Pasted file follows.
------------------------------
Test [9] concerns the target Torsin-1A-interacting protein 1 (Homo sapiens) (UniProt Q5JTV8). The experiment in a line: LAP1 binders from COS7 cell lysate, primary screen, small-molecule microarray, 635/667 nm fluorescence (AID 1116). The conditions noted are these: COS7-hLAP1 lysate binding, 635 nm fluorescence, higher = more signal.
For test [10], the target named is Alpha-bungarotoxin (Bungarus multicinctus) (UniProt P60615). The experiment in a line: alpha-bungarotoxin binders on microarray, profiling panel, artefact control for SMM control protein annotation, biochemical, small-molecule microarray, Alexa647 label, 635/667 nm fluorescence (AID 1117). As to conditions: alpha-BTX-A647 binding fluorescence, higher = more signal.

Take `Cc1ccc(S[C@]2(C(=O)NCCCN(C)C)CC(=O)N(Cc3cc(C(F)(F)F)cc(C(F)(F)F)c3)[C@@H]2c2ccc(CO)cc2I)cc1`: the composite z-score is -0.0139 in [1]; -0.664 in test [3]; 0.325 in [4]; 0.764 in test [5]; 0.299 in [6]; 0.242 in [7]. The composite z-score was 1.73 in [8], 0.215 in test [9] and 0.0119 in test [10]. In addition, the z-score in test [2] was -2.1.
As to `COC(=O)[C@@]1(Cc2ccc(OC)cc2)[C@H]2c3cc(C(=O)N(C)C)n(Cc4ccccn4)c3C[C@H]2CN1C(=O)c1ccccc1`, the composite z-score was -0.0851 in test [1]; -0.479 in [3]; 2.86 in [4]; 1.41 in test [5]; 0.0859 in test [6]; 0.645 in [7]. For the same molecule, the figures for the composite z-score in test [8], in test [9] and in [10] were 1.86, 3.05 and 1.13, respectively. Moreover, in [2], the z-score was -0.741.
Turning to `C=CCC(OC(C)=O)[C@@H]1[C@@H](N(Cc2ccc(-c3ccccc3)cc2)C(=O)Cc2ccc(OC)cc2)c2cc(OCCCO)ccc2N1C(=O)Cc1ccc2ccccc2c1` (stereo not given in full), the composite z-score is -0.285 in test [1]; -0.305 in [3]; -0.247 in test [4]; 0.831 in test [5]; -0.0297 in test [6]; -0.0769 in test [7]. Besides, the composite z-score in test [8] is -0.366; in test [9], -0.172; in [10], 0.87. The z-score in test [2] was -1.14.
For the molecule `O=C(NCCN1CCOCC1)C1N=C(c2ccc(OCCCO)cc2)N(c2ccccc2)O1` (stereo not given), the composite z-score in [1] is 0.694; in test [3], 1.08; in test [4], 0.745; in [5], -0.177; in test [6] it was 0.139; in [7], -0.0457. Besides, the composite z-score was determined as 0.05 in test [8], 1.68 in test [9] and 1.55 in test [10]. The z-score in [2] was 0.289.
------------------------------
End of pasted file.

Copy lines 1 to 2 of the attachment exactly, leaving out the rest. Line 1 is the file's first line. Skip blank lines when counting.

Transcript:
Test [9] concerns the target Torsin-1A-interacting protein 1 (Homo sapiens) (UniProt Q5JTV8). The experiment in a line: LAP1 binders from COS7 cell lysate, primary screen, small-molecule microarray, 635/667 nm fluorescence (AID 1116). The conditions noted are these: COS7-hLAP1 lysate binding, 635 nm fluorescence, higher = more signal.
For test [10], the target named is Alpha-bungarotoxin (Bungarus multicinctus) (UniProt P60615). The experiment in a line: alpha-bungarotoxin binders on microarray, profiling panel, artefact control for SMM control protein annotation, biochemical, small-molecule microarray, Alexa647 label, 635/667 nm fluorescence (AID 1117). As to conditions: alpha-BTX-A647 binding fluorescence, higher = more signal.